Millions of passwords, GPS locations, and financial records are sitting unprotected in plain sight — and yours could be one of them.

Researchers at Appthority, a mobile security firm, scanned both Android and iOS mobile apps that used Firebase databases to store their users’ data. For the uninitiated, Firebase is a popular cloud-based backend platform for mobile and web applications. The company was acquired by Google back in 2014, so it’s found a real user base among some of the top Android developers. 

What mobile security researchers found is alarming

For their report, Appthority looked into more than 2.7 million mobile apps on both iOS and Android. It’s researchers found that of the 27,227 Android apps and 1,275 iOS apps storing their app’s data in Firebase’s backend database systems, 3,046 of these apps saved data within 2,271 unsecured databases that literally anyone could access. Out of those apps storing this data openly for anyone to see, 2,446 are on Android and the remaining 600 are iOS applications.

So, what exactly is being stored in plain sight here for the world to see? Among all of these vulnerable applications, the leaked data includes: 2.6 million user IDs and passwords in plain text, 25 million stored GPS location records, 50 thousand in-app financial transaction records, and more than 4.5 million social media platform user tokens. Other data being leaked includes over 4 million PHI (Protect Health Information) records which contains private chats and prescription records.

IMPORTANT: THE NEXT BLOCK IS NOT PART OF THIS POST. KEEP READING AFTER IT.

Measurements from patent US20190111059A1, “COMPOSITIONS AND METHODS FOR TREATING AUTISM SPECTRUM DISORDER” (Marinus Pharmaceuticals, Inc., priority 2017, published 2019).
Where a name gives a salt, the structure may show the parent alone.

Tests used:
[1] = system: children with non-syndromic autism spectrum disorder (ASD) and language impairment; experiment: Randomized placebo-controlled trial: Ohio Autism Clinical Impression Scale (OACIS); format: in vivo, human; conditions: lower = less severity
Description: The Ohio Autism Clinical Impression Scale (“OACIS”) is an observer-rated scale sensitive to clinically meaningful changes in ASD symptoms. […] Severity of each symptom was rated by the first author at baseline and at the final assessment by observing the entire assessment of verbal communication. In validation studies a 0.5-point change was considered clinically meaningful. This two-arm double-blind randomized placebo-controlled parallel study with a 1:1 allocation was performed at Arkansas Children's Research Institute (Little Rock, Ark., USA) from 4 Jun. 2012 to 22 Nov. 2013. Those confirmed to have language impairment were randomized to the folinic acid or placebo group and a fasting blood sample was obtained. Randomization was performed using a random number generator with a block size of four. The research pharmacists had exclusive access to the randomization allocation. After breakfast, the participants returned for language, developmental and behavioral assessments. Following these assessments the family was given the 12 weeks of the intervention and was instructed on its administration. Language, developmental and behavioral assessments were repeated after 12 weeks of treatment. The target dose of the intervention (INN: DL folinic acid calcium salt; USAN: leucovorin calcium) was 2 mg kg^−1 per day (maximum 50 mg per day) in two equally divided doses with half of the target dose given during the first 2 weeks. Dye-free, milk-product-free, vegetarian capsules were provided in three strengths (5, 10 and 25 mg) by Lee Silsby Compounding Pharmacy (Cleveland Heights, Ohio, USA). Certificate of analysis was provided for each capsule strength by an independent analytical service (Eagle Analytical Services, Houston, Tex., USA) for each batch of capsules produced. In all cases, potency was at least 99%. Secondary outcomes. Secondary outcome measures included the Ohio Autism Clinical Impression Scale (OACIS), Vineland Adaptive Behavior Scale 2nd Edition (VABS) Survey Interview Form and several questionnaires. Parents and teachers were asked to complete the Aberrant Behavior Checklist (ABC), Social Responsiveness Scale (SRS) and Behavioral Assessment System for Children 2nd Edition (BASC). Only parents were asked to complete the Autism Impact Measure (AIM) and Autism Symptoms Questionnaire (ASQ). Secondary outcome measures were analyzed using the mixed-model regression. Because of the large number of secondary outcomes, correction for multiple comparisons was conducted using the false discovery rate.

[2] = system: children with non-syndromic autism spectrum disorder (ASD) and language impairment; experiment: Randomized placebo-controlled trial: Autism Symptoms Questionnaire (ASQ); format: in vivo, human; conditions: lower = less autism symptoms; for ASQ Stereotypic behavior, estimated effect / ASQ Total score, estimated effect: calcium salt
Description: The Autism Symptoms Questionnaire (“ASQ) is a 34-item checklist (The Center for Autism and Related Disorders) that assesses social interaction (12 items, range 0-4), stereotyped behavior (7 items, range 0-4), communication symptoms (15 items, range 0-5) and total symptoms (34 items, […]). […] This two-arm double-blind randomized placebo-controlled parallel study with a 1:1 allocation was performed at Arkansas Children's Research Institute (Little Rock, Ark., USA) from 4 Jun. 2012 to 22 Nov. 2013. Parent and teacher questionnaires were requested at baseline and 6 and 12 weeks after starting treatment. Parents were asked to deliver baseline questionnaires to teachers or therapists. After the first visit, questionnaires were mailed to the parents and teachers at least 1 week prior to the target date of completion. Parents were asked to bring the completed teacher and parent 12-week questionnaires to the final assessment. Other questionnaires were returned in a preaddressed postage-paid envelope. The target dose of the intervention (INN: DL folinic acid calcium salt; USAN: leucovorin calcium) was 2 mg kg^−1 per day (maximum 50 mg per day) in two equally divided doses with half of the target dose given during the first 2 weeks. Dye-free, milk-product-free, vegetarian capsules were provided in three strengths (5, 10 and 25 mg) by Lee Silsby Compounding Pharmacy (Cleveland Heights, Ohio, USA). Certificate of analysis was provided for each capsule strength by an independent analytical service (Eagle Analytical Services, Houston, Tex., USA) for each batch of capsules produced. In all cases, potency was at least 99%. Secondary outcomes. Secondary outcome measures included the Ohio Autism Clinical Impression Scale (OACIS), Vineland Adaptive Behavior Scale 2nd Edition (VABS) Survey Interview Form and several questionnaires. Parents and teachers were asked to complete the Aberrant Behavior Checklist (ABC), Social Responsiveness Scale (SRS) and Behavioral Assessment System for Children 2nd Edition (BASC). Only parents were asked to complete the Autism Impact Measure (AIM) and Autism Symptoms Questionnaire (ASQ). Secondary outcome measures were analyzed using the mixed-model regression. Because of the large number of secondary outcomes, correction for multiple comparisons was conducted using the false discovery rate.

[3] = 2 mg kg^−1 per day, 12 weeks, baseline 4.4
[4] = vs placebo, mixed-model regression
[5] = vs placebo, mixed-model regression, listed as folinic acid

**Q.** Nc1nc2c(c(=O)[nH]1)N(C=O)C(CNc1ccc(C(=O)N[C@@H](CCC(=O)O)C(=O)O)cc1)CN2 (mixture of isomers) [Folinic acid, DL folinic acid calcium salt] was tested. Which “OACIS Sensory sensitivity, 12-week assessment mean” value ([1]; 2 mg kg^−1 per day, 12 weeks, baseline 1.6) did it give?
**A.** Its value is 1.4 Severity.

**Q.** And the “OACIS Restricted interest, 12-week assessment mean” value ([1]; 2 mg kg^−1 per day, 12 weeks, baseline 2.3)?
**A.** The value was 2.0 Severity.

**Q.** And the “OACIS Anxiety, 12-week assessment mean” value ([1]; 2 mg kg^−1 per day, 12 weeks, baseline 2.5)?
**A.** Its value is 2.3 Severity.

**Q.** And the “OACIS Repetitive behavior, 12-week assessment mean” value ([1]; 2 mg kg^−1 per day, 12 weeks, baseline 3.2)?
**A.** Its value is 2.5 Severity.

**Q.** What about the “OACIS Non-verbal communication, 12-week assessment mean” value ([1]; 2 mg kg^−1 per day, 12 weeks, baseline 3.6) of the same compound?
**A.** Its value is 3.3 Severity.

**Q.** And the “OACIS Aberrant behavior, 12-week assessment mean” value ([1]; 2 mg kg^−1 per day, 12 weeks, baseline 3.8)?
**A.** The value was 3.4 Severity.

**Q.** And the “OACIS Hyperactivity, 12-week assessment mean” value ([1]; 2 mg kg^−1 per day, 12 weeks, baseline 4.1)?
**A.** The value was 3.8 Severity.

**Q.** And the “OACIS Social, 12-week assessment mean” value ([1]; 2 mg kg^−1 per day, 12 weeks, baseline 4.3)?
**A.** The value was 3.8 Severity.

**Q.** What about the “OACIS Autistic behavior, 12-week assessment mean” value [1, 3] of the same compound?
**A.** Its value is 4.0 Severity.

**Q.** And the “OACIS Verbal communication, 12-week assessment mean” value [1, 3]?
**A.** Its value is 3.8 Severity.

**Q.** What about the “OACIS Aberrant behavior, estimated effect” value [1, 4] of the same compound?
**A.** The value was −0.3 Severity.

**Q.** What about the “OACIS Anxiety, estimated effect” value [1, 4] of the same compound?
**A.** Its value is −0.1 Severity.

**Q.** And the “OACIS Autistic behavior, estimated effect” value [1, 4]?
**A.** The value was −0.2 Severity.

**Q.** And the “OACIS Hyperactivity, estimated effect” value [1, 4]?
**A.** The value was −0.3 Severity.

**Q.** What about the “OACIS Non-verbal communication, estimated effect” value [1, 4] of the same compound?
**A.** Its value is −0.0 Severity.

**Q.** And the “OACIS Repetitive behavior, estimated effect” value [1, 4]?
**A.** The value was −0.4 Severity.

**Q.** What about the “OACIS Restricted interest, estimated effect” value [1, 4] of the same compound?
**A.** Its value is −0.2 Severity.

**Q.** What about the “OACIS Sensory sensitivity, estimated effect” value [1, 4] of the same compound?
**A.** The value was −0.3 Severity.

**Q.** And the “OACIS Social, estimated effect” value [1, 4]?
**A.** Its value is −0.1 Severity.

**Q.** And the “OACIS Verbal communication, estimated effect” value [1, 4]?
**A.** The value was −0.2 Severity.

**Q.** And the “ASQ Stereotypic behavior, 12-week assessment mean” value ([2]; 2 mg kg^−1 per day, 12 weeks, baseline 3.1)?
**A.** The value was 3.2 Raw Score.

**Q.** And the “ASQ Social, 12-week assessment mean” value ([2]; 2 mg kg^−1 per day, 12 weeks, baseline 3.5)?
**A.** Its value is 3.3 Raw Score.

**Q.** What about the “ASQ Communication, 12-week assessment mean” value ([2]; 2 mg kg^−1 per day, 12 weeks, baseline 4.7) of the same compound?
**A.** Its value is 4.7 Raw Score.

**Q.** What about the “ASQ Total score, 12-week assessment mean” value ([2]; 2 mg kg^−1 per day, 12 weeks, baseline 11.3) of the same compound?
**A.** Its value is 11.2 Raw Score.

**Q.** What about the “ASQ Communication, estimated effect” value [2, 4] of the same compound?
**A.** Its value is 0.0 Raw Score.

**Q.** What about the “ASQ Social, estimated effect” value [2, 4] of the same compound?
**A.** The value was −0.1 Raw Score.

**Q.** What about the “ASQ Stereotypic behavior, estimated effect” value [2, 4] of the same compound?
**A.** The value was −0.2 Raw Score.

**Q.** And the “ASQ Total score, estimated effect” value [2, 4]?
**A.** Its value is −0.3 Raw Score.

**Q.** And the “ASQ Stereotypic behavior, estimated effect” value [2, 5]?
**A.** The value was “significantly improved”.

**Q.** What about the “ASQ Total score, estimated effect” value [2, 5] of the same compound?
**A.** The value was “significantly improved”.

In total, over 100 million individual records spanning a total of over 113 gigabytes of data make up the accessible information involved in the breach. The affected Android apps were downloaded more than 620 million times from the Google Play store.

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Just how easy is it for anyone to gain access this personal data? According to the report, the vulnerable Firebase backends aren’t protected by firewalls or authentication systems. To gain entry to these unsecured databases, a “hacker” would simply have to tack on “/.json” with a blank database name to the end of the host name (for example, “https://appname.firebaseio.com/.json”).

Researchers point out that they contacted Google before releasing this report. They say they have also provided Google with a full list of the unsecured apps, along with reaching out to the app developers themselves. While the list of vulnerable apps have not been made public, they include apps in categories ranging from messaging and finance to health and travel. The companies or creators behind these affected apps are located around the world.

This incident along with countless others continues to prove that there’s a lot left to be desired from companies who store our most private, personal data.

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